The Steeler organisation was keen to maintain some harmony in the difficult circumstances and agreed to let a committee of veterans address the issues to the rookies.

Preston Pearson, aided by Rocky Bleier and Sam Davis were given an hour to talk to the newcomers at their quarters in Bonaventure Hall. Dan Rooney then addressed the group telling them that the club were there to make their stay as least disruptive as possible.

The Steelers organisation held the same opinion as the players; that they were strong candidates to make the Super Bowl. Recalling the strike of 1970, Coach Noll expressed his concern at the damage a prolonged walkout could cause. “We lost ten days of training the last time and we never did catch up."

Noll proposed the team would make up the lost training by practicing on days like Sunday when they were normally off or by going to a three-a-day workout instead of two.

A firm believer in pre-season conditioning, Noll feared his veterans falling behind if there was a prolonged delay in them coming into camp.


Bobby Walden media photoAfter a week of the Steelers training camp, on July 15, the rookies and free agents worked in pads for the first time. The exertions sent John Stallworth to hospital, suffering from heat cramps, where he was kept in overnight.

While his teammates were manning the picket line outside the Steelers camp in Latrobe, punter Bobby Walden (pictured left) became the first Steeler vet to enter camp. He spent an hour talking to the strikers before making the final move into camp.

The urgency to return to negotiations was stressed by the Players Union when they proposed to start 24-hour a day talks. The union confirmed if the talks then failed they would go to arbitration on all the issues, except the emotive freedom issues.


Mark Gefert was one of the rookies aiming to take advantage of the absence of the veterans. Drafted in round eight, Gefert thought he could make it in the NFL as a linebacker.

He wasn’t certain in making it with the team that drafted him, as they were already deep at that position and with fellow draftee Jack Lambert in the mix, the odds of him remaining in Pittsburgh were minimal.

“When I first got picked by the Steelers, my first reaction was one of joy because I’ve been a Steeler fan all my life, “ Gefert said. “Then I thought how the Steelers have been loaded with linebackers. Now I realise that it will take an immense effort to make it. But I have confidence or I wouldn’t be here.”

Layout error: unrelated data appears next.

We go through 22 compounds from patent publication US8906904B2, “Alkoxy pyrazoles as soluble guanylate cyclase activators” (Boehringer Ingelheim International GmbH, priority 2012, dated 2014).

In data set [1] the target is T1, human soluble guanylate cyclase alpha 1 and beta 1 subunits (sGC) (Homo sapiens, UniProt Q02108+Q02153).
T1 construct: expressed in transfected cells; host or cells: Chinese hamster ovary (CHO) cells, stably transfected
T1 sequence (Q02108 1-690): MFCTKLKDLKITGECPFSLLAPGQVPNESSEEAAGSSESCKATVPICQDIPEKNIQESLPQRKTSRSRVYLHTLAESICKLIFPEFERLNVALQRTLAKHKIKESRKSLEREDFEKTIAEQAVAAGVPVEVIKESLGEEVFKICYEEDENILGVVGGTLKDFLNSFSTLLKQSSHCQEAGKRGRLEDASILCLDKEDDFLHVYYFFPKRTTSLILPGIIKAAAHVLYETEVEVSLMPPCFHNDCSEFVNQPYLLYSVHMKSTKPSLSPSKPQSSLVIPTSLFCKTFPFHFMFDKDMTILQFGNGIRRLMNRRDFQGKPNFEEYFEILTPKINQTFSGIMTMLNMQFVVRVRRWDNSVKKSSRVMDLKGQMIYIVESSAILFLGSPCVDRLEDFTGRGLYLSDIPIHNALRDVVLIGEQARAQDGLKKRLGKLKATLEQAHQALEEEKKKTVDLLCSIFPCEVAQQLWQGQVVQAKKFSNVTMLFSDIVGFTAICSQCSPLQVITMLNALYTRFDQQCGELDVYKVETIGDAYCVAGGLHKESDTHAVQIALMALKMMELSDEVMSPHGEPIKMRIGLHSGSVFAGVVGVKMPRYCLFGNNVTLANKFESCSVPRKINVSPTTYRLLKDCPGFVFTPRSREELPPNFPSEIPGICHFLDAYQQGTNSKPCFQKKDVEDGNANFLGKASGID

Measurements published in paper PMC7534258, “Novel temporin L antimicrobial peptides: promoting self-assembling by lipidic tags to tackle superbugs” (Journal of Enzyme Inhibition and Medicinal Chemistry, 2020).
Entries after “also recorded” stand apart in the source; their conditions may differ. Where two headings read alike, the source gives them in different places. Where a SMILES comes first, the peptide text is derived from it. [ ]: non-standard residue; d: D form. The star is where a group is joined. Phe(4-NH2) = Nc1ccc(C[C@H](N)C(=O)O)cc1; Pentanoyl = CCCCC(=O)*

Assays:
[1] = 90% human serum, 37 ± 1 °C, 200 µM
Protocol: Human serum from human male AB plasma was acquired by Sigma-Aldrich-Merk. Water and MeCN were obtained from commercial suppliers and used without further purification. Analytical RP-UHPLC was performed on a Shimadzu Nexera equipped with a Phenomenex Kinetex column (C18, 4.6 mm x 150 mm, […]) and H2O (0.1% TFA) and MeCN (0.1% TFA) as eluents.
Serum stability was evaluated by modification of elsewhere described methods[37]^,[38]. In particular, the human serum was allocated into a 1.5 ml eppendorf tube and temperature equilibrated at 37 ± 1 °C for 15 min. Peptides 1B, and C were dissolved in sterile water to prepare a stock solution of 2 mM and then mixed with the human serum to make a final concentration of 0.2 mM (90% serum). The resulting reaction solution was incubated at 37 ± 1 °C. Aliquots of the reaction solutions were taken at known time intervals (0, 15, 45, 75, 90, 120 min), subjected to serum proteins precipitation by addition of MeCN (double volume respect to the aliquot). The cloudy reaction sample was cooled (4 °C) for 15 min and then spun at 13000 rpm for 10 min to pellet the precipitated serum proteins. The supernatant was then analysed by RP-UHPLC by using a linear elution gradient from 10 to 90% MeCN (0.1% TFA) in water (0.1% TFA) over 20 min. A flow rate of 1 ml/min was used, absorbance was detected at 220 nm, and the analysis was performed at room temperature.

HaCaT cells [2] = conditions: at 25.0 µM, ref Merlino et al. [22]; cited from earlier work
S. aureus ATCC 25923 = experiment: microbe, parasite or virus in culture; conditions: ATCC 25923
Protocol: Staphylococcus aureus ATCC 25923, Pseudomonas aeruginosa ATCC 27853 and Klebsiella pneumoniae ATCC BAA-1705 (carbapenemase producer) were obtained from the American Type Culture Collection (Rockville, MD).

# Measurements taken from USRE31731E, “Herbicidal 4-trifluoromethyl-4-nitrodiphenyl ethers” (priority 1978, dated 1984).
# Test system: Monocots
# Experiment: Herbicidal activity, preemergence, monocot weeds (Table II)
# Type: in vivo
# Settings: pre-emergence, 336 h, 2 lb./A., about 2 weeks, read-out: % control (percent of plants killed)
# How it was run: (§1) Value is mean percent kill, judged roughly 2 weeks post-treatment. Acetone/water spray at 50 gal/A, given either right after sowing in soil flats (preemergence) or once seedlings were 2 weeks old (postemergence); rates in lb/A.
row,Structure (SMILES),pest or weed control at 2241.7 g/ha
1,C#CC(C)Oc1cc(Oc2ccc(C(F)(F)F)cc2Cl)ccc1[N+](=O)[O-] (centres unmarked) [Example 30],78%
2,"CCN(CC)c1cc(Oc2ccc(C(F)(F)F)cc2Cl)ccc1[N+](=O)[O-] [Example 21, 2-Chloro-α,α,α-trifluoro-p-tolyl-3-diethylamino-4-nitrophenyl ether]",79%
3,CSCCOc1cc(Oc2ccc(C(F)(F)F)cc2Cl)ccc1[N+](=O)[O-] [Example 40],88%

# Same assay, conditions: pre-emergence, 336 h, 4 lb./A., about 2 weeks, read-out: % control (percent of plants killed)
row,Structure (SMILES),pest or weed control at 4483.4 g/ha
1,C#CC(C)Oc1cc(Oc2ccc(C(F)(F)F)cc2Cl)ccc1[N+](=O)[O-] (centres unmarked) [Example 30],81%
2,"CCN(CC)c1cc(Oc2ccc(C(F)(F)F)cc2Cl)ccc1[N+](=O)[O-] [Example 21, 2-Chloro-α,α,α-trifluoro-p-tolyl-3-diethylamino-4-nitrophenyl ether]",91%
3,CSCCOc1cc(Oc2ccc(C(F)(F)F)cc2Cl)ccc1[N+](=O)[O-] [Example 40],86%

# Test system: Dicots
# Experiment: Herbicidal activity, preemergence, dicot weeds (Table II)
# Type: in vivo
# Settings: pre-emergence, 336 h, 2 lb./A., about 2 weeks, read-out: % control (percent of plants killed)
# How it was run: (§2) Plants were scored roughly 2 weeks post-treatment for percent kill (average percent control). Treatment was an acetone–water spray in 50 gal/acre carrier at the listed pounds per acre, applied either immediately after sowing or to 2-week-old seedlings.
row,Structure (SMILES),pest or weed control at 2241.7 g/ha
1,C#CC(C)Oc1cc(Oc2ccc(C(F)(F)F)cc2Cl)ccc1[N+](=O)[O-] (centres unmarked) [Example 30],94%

Gefert appreciated that while there were just rookies in camp, he could shine, but proof of how good he is was wouldn't be evident until he was on the field against the veterans.

“I really wished the veterans were here so I could get an idea where I stand,” Gefert said. “Right now I’m up in the air, but so is every other rookie. I think all of us here right now realise that we really can’t make an impression unless we go up against a veteran.”

Gefert felt the idea of just rookies in camp while the strike held was a plus for the rookies. “It’s given us a head start on them. We’ve been given a chance to learn the techniques and the Steelers system. But when the veterans get here, it will twice as much work.”

The rookie was determined to take advantage of the opportunity afforded to him and commented, “I think I have enough ability to play pro football. Maybe not here, but somewhere else in pro football.”


Outside of training camp, twenty-two of the Steelers strikers met to talk togetherness. Players’ representative, Preston Pearson, said,  “We just got together to make sure that everybody was still together and to talk about the latest developments in the strike.”

With the final week of training camp approaching before the exhibition season began, the owners broke off negotiations July 21st claiming dissatisfaction with what they described as the failure of the player’s union to respond to a package offer on a host of player demands.

The players were keen to continue bargaining, but the talks were called off indefinitely the next day.

The Steelers training camp continued with the rookies and free agents in Latrobe while the Steelers veterans maintained their picket line outside. The rapport between those picketing and the local people grew as the strike went on.

Ray Mansfield media photoRay Mansfield (pictured left) responded to one passing man who suggested, “You’re losing money by picketing.” Mansfield replied, “We’re losing $98 a week plus meals and board up there (St. Vincent College). We don’t miss the $98. We miss not getting ready for the coming season.”

Bruce Van Dyke thought the public were getting the wrong impression about the players’ demands. “We are not out to get Pete Rozelle as some people think. We are just trying to amend some of the rules the NFL has arbitrarily stood by. We are trying to help the young players, more so than ourselves.”

Mansfield observed the real pressure on the strike would come the following week for the Steelers when their first exhibition game in New Orleans was scheduled. “That’s when the holdouts will begin to chafe at the bit. So far we haven’t missed anything but the training grind. As for preparing for a game plan, it takes only a week to get ready.”

The following week will be worse added Van Dyke. “I don’t want to picket at Three Rivers Stadium. Can you imagine me doing that?

In a move of solidarity, union workers throughout Ohio were asked to boycott the Hall of Fame game in Canton. The request came from the United Auto Workers Community Action Program Council in an effort to aid the striking pro footballers.

“The football players have a right to free and unfettered collective bargaining, which the owners are not giving them,” said Joe Tomasi, president of the council.

The only Steeler veteran to have gone into camp to date was punter Bobby Walden. When running back Joe Wilson joined his nineteen teammates in the Bengals training camp, it prompted coach Noll to express his fears their rivals would get a jump over the Steelers.